'Halal' education in Pakistan: When 'pig' in a nursery rhyme is taboo

I wasn't allowed to give examples of non 'halal' animals in my English class so I substituted and piggy became...

Rabia Ahmed July 08, 2013
As certain words and concepts in English are out of their range of experience, my students, coming from an underprivileged background, find it difficult to understand or accept them. With English nursery rhymes for example, since Jack was remiss enough to break his crown, the girls thought he and Jill were king and queen, until I explained otherwise. 

Humpty Dumpty on the other hand continues to be viewed with deep distrust, however much I pleaded his cause. It isn’t, after all, normal to be an egg person. The resultant doubt of his being quite kosher creates a degree of disquiet. If ever Humpty wanders into our class my students, far from being delighted, would inch as far away from him as possible.

Nevertheless, nursery rhymes (once you’ve explained egg people and cows jumping over the moon) are useful and interesting teaching aids, generating discussion on a basic level with questions like, ‘Who is this poem about?’ or ‘Where are Jack and Jill going?’

Or, if you’re teaching tenses: ‘Who was this poem about?’ and ‘Where were Jack and Jill going?’

My students, daughters of thela wallas, cooks, tailors, have as much of an uphill task as any Jill getting permission to study, and run as much risk of breaking their crowns in their domestic lives, as Jack.

There’s Zareena, whose father threatens to remove her from school any time she displays initiative such as cooking at a neighbour’s house when there was no gas at home.

There’s Maria, whose father routinely beats her mother, who beats the oldest sister, who beats Maria... who is allowed to study only to spite her father’s sister, whose children are not similarly permitted by their father. Maria attends wearing a black abaya and scarf even at this all girls’ school, in the heat at times in the mid thirties in an un-air-conditioned environment.

So yes, one tries to make no waves because sensibilities are easily dented in Zareena and Maria’s community. Unfortunately, it takes only a tiny wavelet to rock the boat.

I thought I had all bases covered; Jack and Jill, being sinful infidels may freely climb and fall down hills and break their crowns, if that is all they do. Needless to say that the variation on the theme ‘I don’t know what they did up there, but they came down with a daughter’ would not be discussed in this class.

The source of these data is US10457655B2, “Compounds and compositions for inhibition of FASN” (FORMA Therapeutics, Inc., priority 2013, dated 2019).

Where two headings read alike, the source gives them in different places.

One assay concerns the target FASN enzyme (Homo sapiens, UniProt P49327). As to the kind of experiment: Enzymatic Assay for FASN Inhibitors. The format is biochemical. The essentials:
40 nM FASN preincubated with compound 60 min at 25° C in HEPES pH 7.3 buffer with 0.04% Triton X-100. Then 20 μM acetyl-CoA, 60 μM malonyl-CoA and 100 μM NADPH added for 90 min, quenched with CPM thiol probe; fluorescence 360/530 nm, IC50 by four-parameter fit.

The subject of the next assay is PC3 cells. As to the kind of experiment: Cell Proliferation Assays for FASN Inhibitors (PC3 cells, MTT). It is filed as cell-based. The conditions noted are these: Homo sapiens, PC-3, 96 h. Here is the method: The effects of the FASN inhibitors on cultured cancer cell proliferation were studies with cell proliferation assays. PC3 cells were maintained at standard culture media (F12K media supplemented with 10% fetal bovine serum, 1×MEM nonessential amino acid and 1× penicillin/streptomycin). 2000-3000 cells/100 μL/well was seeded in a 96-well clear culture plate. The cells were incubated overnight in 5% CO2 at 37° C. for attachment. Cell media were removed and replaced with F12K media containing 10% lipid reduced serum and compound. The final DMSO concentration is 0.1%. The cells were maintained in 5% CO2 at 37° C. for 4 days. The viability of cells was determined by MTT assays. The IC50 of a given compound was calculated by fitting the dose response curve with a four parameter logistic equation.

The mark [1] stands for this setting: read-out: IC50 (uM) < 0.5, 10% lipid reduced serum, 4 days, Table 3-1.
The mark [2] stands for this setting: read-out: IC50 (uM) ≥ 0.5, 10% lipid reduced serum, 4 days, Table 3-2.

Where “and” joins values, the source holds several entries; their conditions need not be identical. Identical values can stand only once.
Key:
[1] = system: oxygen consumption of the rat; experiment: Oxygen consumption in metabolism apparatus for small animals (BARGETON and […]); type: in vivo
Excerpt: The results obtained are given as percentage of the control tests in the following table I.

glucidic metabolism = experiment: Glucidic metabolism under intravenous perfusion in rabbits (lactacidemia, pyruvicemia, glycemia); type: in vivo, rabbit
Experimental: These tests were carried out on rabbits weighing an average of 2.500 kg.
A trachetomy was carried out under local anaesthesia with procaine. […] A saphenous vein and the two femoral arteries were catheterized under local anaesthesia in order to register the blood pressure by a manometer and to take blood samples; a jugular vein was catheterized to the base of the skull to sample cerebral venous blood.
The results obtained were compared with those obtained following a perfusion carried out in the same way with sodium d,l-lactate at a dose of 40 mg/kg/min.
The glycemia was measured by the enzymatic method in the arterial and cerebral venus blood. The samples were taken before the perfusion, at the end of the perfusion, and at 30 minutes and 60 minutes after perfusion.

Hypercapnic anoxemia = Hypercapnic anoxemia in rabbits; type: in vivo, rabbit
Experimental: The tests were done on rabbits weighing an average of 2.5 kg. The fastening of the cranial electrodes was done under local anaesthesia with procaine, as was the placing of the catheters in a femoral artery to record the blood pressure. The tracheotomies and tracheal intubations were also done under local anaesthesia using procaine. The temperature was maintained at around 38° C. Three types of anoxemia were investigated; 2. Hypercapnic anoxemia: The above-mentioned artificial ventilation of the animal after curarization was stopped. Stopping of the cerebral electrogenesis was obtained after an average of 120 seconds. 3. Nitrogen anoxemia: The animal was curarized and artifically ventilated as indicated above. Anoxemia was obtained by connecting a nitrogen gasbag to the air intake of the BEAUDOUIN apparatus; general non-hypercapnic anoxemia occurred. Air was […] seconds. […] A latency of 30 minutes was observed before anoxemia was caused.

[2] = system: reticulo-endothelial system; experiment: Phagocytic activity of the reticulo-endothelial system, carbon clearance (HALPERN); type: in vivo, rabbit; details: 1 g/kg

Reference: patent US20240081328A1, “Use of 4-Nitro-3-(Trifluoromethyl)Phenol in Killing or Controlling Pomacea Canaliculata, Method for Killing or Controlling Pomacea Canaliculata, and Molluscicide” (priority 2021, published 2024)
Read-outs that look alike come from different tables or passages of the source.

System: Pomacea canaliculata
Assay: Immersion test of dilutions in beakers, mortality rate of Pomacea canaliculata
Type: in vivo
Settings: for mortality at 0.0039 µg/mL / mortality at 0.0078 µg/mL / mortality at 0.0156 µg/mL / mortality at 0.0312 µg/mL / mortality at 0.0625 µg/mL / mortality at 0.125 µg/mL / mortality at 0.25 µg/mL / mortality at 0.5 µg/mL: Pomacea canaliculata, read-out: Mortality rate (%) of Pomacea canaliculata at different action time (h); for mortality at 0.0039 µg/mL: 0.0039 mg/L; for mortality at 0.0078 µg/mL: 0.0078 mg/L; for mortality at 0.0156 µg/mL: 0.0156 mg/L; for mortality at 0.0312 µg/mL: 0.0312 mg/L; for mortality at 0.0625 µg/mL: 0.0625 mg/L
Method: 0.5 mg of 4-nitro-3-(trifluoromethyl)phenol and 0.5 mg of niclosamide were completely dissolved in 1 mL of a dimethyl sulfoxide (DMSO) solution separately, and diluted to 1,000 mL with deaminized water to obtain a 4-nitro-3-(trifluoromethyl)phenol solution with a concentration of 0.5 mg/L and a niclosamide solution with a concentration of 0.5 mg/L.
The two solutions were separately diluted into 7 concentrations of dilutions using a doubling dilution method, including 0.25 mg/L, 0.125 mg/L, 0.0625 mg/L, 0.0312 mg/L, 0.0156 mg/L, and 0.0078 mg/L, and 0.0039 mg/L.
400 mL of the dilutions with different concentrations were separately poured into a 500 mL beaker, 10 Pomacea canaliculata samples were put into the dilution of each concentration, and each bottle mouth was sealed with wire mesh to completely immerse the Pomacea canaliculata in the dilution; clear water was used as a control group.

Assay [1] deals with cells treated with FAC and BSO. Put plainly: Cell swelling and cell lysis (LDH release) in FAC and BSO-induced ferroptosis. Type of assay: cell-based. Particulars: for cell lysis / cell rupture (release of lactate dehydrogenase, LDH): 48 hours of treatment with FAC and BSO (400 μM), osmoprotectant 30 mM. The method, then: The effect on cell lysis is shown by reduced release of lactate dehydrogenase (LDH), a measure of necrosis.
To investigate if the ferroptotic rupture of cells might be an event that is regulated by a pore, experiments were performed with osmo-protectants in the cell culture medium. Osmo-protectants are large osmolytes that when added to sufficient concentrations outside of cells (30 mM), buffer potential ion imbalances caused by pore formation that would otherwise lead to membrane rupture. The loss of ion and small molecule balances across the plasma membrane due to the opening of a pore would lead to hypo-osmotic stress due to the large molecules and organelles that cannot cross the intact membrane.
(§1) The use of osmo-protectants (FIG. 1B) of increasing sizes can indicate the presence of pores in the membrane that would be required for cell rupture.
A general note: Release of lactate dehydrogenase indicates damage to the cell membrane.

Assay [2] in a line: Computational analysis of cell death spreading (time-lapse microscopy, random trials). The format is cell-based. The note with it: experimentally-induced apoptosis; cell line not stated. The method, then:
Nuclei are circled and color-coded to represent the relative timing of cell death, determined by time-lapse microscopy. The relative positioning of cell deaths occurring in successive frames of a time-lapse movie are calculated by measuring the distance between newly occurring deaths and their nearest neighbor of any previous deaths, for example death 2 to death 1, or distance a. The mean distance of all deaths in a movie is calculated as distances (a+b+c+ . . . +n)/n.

I reckoned without little piggy.

By the time we collectively arrived at the stage of detesting the words ‘past’, ‘present’ and ‘future’, both perfect or continuous, the class began getting the hang of tenses. It was time to move on to singular and plural.

Since the closest to a number rhyme in Urdu ‘Aik tha raja, aik thi rani, dono mar gaye, khatam kahani,’ (there was one king, and one queen, both of them died, and that’s the end of the story) is not very helpful, and mine is an English class anyway, I settled on the five little piggies to teach about one or more of a given thing.

Which piggy went to market? How many piggies were there in all? If each pig ate one loaf, how many loaves did he buy?

Note the ‘loaves’ cunningly placed in the same sentence, with ‘loaf’, plural and singular with a vengeance.

A pall hung over the class. I presumed it was the heat, and it was a singularly hot day; the girls were muffled in headscarves and coats and other trailing and stifling things.  I took a sip of water.
“The first little piggy went to market.  How many piggies were there in all?”

The silence in the class was palpable.
“Come on, girls! The first little piggy went to market, the second one stayed at home... look, it’s right here on the board. How many piggies were there in all? Tell me.”

The class remained unusually obtuse, and I didn’t understand it, until the following day when Zareena’s father arrived at the school, and this time the transgressor was not Zareena.

We had a talk, the director and I, and an incontrovertible fact emerged: animals, real or imaginary, were divided into two categories: halal or those that must not be named’... and pigs belonged to the latter so they must never be mentioned.

This batch of girls has since learnt singular and plural using down to earth cats (dogs verge perilously on the edge, as ‘those that must not be named); but for the next batch, piggy is set to become Mickey. So: this little Mickey went to market, this little Mickey stayed at home.

Zareena’s education depends on such things, or else she too stays at home, like the second little Pi...er...Mickey.

Some things hang by an awfully slender thread.

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Read more about Rabia here
Rabia Ahmed The author is a freelance writer and translator.
The views expressed by the writer and the reader comments do not necassarily reflect the views and policies of the Express Tribune.


عرل | 9 years ago | Reply Most useless blog I ever read! Why do we always have to be the slaves of the west?
Think again | 9 years ago | Reply @ sundas What's up with your name man ...
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